- Beyond that observation McHugh J did not examine the question of whether a duty of care arose. His Honour joined with Gummow, Hayne and Callinan JJ in finding that there was no breach of duty because the risk of damage to the Wilkins interests was not foreseeable.
- Gummow J did not need to consider whether a duty of care arose because of the concession at trial, the only question being that of the findings of breach. Further, his Honour held that the admissions relied upon by Branson and Gyles JJ in the Full Court, and Gleeson CJ, “provide no basis for a finding of negligence in this case”.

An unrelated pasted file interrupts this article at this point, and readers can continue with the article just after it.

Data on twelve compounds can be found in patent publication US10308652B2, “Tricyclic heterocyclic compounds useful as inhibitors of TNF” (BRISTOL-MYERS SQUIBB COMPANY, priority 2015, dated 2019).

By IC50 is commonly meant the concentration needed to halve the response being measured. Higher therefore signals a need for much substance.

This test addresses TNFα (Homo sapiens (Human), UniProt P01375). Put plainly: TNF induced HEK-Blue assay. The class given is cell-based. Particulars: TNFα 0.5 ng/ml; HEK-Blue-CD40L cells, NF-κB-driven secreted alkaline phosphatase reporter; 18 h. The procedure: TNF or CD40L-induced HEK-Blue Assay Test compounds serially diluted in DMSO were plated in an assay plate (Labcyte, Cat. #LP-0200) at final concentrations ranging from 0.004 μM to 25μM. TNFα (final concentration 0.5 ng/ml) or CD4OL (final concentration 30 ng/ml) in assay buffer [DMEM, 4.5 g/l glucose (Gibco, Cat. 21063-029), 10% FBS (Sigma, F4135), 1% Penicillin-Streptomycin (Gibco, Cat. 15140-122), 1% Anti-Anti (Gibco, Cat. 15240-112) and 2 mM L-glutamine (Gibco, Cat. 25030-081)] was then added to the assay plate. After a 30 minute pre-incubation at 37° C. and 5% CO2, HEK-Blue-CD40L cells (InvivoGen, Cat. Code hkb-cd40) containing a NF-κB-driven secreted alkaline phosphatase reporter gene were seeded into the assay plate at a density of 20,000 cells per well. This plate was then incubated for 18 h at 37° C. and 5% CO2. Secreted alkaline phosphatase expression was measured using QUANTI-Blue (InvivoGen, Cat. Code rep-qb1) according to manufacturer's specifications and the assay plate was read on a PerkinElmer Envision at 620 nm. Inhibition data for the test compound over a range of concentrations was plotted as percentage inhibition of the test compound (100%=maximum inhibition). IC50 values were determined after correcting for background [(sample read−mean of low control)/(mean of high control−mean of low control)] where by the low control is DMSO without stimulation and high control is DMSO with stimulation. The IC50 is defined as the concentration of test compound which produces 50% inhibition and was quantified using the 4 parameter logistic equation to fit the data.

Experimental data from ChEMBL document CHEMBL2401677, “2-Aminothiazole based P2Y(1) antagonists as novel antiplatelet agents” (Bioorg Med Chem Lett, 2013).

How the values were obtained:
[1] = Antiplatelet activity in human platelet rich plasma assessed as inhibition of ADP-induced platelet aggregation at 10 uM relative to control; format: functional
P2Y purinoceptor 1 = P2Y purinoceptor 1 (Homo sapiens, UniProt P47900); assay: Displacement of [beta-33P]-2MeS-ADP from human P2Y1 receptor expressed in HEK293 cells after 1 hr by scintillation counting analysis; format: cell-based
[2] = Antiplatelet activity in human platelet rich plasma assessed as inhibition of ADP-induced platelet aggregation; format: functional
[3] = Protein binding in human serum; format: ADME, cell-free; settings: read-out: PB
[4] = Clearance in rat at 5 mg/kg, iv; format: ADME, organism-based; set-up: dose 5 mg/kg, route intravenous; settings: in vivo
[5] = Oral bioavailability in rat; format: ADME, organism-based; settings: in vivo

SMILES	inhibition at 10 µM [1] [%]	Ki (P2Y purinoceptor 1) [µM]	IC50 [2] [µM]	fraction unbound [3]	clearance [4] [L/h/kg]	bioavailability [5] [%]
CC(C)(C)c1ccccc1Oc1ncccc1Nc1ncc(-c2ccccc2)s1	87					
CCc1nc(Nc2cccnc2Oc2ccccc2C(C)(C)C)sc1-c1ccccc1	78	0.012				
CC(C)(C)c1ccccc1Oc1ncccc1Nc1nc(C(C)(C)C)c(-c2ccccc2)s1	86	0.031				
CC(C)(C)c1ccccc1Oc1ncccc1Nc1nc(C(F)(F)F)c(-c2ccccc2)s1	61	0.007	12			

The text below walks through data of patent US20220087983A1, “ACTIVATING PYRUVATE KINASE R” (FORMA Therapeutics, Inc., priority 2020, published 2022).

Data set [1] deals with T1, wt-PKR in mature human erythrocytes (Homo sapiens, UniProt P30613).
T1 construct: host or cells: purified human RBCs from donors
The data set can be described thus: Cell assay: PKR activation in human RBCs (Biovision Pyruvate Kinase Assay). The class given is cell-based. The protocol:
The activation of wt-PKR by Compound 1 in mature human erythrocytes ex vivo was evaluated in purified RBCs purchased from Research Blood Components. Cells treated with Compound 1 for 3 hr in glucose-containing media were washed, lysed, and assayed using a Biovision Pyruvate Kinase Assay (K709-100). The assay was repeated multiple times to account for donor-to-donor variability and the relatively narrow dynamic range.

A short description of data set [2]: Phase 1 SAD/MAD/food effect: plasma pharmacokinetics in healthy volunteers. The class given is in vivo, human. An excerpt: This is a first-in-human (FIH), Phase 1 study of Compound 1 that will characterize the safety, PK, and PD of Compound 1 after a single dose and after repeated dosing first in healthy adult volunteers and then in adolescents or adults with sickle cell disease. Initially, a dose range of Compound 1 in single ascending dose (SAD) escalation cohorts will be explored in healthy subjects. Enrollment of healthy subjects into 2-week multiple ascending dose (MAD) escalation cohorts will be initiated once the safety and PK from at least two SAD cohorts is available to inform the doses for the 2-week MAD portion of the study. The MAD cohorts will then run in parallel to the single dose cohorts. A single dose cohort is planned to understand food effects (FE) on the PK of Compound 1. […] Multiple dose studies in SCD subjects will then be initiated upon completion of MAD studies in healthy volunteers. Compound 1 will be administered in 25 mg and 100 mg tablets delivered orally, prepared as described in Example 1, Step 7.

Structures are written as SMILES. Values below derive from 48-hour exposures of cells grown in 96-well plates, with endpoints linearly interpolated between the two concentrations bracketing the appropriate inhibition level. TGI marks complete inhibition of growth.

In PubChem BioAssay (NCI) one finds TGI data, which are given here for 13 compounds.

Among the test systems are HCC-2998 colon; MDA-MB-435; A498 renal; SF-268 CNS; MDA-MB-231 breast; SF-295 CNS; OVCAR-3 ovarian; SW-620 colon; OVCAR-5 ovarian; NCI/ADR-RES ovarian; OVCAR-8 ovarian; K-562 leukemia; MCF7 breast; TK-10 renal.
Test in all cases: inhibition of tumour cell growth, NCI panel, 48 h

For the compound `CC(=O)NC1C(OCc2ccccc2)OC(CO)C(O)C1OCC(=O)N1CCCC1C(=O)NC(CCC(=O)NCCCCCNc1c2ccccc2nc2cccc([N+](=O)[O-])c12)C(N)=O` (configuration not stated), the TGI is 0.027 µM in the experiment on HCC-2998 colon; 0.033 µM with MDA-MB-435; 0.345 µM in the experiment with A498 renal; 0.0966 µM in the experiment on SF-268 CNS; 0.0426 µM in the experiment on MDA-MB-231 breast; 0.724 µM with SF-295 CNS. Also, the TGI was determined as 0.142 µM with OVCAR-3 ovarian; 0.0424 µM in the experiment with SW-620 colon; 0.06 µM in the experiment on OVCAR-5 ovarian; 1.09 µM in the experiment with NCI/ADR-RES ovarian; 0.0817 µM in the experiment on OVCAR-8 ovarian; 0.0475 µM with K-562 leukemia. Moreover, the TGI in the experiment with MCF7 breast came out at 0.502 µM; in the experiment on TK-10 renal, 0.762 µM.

- “The foregoing conclusion establishes, by Dovuro’s concession, that it owed the Wilkins a duty of care. Trial counsel for Dovuro should not be criticised for making that concession. Whilst I accept that this Court has not yet provided a clear and simple formula to be applied to ascertain the existence, or absence, of a duty of care (nor even a simple methodology that commands general assent) I agree with Branson J in the Full Court that it would be difficult to reconcile a contrary conclusion about the existence of a duty of care in this case with this Court's holding in Perre v Apand Pty Ltd.”
- That contribution has to be tempered, though, because of what his Honour said when embarking upon consideration of breach: